Sadly the area has been hugely affected by the Kauri dieback disease though. This has resulted in a huge number of the tracks being closed while the council attempt to do what they can to save the Kauri trees. Therefore it’s important you check up-to-date information on what’s open in the area before you plan your trip there – I wouldn’t want you to be disappointed and miss out on an opportunity to explore somewhere else equally as beautiful. And, if you do see signs or instructions around the area, please follow what they say to do your bit to help them conserve the area.

Here’s a couple of my top picks in Waitakere ranges to check out (if they’re open):

Kitekite Falls

This is a relatively easy walk. The 40m, three-tiered Kitekite waterfall is just a 1.8km walk from the car park. The best bit for me was climbing up beside the falls through the lush rainforest to the top where you found your own private pools and stunning views across the expansive forest. Wouldn’t suggest looking over the top if you suffer from vertigo though haha!

Te Henga Walkway overlooking Bethell’s beach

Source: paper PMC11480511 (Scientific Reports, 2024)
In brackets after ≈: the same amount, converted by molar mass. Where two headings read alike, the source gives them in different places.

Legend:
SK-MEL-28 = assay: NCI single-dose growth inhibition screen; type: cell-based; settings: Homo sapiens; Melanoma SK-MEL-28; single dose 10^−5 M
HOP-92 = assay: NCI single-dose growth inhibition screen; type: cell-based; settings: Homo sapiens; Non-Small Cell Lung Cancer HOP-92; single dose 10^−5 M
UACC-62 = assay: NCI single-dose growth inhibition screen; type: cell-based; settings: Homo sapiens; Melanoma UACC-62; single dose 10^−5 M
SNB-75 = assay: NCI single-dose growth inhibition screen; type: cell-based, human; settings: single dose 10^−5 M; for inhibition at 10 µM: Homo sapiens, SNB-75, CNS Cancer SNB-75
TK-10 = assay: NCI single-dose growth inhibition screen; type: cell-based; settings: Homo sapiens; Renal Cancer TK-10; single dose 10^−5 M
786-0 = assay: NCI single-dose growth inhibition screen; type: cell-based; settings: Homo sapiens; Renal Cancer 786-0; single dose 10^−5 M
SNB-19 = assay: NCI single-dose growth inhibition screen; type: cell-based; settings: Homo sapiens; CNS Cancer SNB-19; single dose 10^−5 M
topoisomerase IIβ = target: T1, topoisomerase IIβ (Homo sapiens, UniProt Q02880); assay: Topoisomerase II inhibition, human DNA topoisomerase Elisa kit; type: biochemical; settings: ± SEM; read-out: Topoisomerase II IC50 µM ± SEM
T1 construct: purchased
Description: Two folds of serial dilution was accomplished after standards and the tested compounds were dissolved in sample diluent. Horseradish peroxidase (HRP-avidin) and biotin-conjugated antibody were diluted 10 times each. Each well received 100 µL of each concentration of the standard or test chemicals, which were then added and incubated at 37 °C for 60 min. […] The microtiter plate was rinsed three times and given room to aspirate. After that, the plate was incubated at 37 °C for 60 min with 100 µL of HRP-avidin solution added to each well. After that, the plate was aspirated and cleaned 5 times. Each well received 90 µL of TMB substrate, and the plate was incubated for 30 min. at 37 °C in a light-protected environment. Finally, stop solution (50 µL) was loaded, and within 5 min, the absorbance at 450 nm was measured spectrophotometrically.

Bethell’s beach sits out on the west coast and is a superb beach to spend some time at itself. If you like your walking, the Te Henga Walkway spans up to and across the clifftops by Bethell’s beach providing spectacular views along the rugged coastline and over the beach. It’s an uphill walk but not too difficult.

Piha Beach and Lion’s Rock

Piha beach is one of the black sand beaches in this area. On a sunny day the sand can get very hot so be warned. It’s a popular beach and a great surf spot. The tides and rip currents are quite dangerous here though so please be careful when going in the water. In the middle of the beach, you will find a great big mound of earth known as Lion Rock. You can climb up here for scenic views over the beach. Another spot to enjoy a day in the sun with friends and family at the weekends.

Whatipu Caves

Similar walking trails and beach scenery around this area. From the campsite, you can take a short walking trail to discover the Whatipu caves which range in magnitude. They’re pretty cool to explore and you can see the formations created in the rock over the years. If you fancy a weekend camping trip, this is a nice spot to set up camp.

girl in rock pool looking out over rainforest
Enjoying the view over the extensive forest from the pools at the top of Kitekite falls
rugged coastline and sea
The spectacular view of Bethell’s beach from the Te Henga walkway

Regional Parks (Duder regional park, Waitawa Regional Park)

Like the Waitakere ranges, there are a couple of other Regional parks just a short drive out of the city. Both Duder Regional Park and Waitawa Regional Park (which boast scenic drives to as well) struck me as the traditional New Zealand landscapes that you see on postcards or the New Zealand tourism marketing campaigns. You’ll find sheep and cows grazing on luscious green hillsides, with turquoise blue seas framing the picture.